Furthermore, Wang had interviewed many members of Puyi’s family, including brothers, sisters, nephews, and wives. One conversation with Puyi’s personal attendant, Li Guoxiong, solved the mystery of the dial. One day in their Soviet prison camp, Puyi asked Li to remove the surface of the watch dial to check if it was made of platinum, the servant recalled. When he saw that the surface was not platinum, Puyi told Li to stop.

Finally, the museum sent a team of Chinese scholars to visit the Permyakovs in 2009. They, too, viewed the entire collection there—and confirmed that the watercolours in the collection had been painted by Gobulo Runqi, the notebook written by Puyi during the Soviet prison camp period.

Drawing on these streams of information, Phillips’ patience was rewarded. Confirmation came from physical, literary, and eyewitness sources: the story was true. Puyi gave his interpreter the watch.

A collection of memoirs used for the Imperial Patek Philippe research.

The Watch’s Journey: A Hypothesis

It is a strange twist of horological history that a priceless Patek Philippe Ref. 96 Quantieme Lune would turn up in a rundown Soviet-era apartment in the Russian Far East. The gift of the watch from former emperor Aisin-Gioro Puyi to his Russian interpreter, Georgy Permyakov, in 1950 is clearly documented in Chinese, Russian, and English-language sources. But how did the watch make its way from its manufacture in Geneva to faraway China?

Guillermin advertisement for the Patek Philippe Ref. 96QL in 1937.

Aurel Bacs, senior consultant with Phillips in association with Bacs & Russo, has a theory. Though his hypothesis is unproven, strong circumstantial evidence suggests that it explains the watch’s remarkable journey. Phillips has traced the watch from its manufacture in Geneva to a 1937 sale in Guillermin, a Parisian luxury store then located on Place Vendome, home of some of the world’s leading jewellers. From there, nobody knew how the watch ended up on the wrist of a Puyi in north-eastern China.

Playing historical Sherlock Holmes, Bacs pieced together a trail of purveyors of luxury goods in China and Southeast Asia. These businesses, including Sennet Frères, were interconnected by family marriages, and their reach stretched from Hong Kong to Paris.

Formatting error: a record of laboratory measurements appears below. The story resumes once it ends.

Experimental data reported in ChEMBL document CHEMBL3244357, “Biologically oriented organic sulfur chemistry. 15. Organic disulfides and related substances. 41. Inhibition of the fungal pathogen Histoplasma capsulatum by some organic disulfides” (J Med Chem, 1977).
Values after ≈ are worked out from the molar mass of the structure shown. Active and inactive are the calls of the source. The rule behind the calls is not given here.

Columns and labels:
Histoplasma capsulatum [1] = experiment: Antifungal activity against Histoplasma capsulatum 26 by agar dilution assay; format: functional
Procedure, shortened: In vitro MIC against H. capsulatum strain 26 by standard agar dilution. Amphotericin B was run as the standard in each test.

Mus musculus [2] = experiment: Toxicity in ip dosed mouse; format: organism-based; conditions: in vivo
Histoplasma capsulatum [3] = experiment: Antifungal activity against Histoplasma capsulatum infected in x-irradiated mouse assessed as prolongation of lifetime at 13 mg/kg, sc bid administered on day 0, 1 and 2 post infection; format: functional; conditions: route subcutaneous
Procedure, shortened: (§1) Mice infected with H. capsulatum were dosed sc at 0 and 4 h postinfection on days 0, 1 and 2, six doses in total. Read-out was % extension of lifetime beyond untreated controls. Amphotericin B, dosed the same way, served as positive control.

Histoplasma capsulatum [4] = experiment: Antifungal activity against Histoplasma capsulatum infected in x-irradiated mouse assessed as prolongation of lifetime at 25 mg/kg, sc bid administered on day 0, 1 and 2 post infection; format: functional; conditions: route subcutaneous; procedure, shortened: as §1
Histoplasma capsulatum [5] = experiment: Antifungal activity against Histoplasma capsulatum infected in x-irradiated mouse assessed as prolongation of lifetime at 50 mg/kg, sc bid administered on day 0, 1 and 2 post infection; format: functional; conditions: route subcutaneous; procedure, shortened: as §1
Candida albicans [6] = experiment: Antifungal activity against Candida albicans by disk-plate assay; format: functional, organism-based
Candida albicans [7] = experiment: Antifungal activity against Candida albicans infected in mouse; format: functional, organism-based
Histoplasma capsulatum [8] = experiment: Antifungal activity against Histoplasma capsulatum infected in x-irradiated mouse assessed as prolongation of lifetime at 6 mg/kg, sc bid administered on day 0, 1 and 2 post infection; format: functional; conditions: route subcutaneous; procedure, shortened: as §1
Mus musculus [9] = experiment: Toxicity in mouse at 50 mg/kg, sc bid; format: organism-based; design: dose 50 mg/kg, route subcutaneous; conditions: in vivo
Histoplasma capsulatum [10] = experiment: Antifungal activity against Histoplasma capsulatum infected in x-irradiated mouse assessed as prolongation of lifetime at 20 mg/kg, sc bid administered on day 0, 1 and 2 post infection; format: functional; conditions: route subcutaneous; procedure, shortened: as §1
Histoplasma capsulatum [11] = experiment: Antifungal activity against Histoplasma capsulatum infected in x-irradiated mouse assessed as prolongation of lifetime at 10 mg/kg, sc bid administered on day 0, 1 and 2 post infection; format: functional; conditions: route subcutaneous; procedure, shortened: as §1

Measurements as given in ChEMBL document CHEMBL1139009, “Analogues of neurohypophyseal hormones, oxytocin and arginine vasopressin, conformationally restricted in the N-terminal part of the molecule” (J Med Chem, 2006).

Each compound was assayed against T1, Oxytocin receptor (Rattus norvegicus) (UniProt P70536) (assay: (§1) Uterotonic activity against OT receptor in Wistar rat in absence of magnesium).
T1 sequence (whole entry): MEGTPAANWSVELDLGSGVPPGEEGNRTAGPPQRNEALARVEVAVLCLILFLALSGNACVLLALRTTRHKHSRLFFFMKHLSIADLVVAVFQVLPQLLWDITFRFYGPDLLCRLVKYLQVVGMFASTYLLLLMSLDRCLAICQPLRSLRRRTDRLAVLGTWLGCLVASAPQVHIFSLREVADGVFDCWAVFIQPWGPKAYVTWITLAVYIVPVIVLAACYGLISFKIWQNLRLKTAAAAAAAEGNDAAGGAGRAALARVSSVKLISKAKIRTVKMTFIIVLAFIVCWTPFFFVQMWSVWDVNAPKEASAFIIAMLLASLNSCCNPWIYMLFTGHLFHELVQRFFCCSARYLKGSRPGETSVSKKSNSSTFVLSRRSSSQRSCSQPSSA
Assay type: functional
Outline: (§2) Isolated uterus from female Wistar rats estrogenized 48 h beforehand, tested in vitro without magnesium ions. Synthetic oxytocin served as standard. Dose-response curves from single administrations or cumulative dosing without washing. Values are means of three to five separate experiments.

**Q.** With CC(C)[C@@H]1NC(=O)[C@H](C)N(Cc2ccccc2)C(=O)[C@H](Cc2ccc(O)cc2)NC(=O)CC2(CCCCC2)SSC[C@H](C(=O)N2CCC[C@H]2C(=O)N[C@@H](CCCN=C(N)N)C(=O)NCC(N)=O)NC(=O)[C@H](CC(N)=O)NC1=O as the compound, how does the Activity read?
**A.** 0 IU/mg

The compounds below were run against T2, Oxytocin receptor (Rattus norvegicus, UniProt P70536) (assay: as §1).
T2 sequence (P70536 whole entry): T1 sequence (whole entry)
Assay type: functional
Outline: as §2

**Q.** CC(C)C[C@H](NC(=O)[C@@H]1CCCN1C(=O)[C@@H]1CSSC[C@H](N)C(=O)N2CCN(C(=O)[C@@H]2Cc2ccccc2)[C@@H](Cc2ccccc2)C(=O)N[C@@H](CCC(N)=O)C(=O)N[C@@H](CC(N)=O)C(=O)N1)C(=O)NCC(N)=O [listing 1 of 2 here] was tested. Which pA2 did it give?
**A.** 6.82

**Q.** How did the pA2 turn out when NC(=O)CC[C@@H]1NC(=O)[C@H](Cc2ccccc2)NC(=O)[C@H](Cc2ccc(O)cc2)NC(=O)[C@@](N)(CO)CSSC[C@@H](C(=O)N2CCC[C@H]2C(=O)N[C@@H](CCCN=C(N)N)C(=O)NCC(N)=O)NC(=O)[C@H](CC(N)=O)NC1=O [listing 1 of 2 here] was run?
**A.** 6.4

‘Please consider that Guillermin was not only retailer with a shop at 20 Place Vendome, but also the sole importer of Patek Philippe into France,’ Bacs says. ‘This means that they were also supplying to other dealers, and likely to export firms like Sennet Frères.’

Sennet Frères is a 150-year-old Hong Kong watch and jewellery brand. Founded in Paris by Albert Weill in 1870, the firm was a major distributor of luxury watches and jewellery when he brought it to Hong Kong in the 1920s.

‘Puyi was a client of theirs and had 14-karat gold glasses retailed by Sennet Frères,’ Bacs says.

Puyi’s spectacles are displayed in a Sennet Frères case in the Palace Museum in Beijing. He took pride in his American Packard automobile, imported by Levy Frères, also called Levy Hermanos, since the business was anchored in the former Spanish colony of the Philippines. This firm was founded by a merchant family of Jewish refugees from Alsace-Loraine who were connected by marriage to Sennet Frères.

Levy Frères/Hermanos becomes an important link in Bacs’ detective story. ‘They were Patek Philippe retailers, too—in fact, their sole agents,’ he says.

Sennet Frères eventually took over the Levy Freres business in Hong Kong and opened branches in Shanghai and Tianjin. The latter city is where Puyi lived in the Japanese concession after fleeing Beijing in the 1920s.

‘Sennet Freres was still around in the 1970s and was my family’s jeweller,’ recalls Pansy Ku, Phillips’ International Business Development Director for Watches. ‘I remember going to their shop at the Mandarin Oriental Hotel and Marina House in Central. They were a French-Jewish family who had a watch and jewellery company and were the purveyor of fine jewellery and distributor for Patek Philippe and Cartier as well as clocks, etc. Evidence from the various luxury goods come together to suggest a path the watch followed in its journey east. The Packard automobile was ‘probably imported by the same company as his glasses, jewellery and Patek Philippe,’ Bacs says.